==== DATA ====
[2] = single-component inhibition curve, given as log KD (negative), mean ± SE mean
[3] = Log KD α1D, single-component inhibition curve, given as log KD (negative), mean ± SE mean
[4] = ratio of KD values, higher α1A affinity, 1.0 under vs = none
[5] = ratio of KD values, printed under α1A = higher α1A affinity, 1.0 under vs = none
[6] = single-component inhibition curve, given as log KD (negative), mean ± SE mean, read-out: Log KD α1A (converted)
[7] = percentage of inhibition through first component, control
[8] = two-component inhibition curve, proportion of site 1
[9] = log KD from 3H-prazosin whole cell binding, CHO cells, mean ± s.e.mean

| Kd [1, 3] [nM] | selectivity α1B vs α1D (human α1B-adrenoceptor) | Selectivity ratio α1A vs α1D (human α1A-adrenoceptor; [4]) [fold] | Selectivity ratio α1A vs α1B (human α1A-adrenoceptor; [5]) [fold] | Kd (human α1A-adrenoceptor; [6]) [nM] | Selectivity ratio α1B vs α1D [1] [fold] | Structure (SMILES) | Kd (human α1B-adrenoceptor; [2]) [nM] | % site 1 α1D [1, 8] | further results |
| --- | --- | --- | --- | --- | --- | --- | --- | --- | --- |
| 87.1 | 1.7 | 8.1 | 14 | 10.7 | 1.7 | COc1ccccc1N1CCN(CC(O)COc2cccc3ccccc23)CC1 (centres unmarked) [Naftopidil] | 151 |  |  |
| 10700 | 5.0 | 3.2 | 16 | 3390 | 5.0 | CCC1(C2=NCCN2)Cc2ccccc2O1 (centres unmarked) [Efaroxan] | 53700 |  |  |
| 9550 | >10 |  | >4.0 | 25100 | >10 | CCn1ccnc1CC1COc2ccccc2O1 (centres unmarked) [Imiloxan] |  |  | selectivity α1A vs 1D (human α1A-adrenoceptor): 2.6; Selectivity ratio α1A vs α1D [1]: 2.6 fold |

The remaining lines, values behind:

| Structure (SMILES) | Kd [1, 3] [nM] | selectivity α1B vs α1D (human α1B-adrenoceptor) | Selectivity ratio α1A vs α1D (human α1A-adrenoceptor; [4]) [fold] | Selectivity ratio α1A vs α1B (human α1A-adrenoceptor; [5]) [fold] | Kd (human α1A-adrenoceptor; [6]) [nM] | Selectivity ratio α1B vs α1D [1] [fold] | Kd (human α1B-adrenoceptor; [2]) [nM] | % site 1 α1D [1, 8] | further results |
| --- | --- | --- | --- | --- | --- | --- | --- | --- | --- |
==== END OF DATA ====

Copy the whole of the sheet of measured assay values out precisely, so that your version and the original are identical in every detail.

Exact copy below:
[2] = single-component inhibition curve, given as log KD (negative), mean ± SE mean
[3] = Log KD α1D, single-component inhibition curve, given as log KD (negative), mean ± SE mean
[4] = ratio of KD values, higher α1A affinity, 1.0 under vs = none
[5] = ratio of KD values, printed under α1A = higher α1A affinity, 1.0 under vs = none
[6] = single-component inhibition curve, given as log KD (negative), mean ± SE mean, read-out: Log KD α1A (converted)
[7] = percentage of inhibition through first component, control
[8] = two-component inhibition curve, proportion of site 1
[9] = log KD from 3H-prazosin whole cell binding, CHO cells, mean ± s.e.mean

| Kd [1, 3] [nM] | selectivity α1B vs α1D (human α1B-adrenoceptor) | Selectivity ratio α1A vs α1D (human α1A-adrenoceptor; [4]) [fold] | Selectivity ratio α1A vs α1B (human α1A-adrenoceptor; [5]) [fold] | Kd (human α1A-adrenoceptor; [6]) [nM] | Selectivity ratio α1B vs α1D [1] [fold] | Structure (SMILES) | Kd (human α1B-adrenoceptor; [2]) [nM] | % site 1 α1D [1, 8] | further results |
| --- | --- | --- | --- | --- | --- | --- | --- | --- | --- |
| 87.1 | 1.7 | 8.1 | 14 | 10.7 | 1.7 | COc1ccccc1N1CCN(CC(O)COc2cccc3ccccc23)CC1 (centres unmarked) [Naftopidil] | 151 |  |  |
| 10700 | 5.0 | 3.2 | 16 | 3390 | 5.0 | CCC1(C2=NCCN2)Cc2ccccc2O1 (centres unmarked) [Efaroxan] | 53700 |  |  |
| 9550 | >10 |  | >4.0 | 25100 | >10 | CCn1ccnc1CC1COc2ccccc2O1 (centres unmarked) [Imiloxan] |  |  | selectivity α1A vs 1D (human α1A-adrenoceptor): 2.6; Selectivity ratio α1A vs α1D [1]: 2.6 fold |

The remaining lines, values behind:

| Structure (SMILES) | Kd [1, 3] [nM] | selectivity α1B vs α1D (human α1B-adrenoceptor) | Selectivity ratio α1A vs α1D (human α1A-adrenoceptor; [4]) [fold] | Selectivity ratio α1A vs α1B (human α1A-adrenoceptor; [5]) [fold] | Kd (human α1A-adrenoceptor; [6]) [nM] | Selectivity ratio α1B vs α1D [1] [fold] | Kd (human α1B-adrenoceptor; [2]) [nM] | % site 1 α1D [1, 8] | further results |
| --- | --- | --- | --- | --- | --- | --- | --- | --- | --- |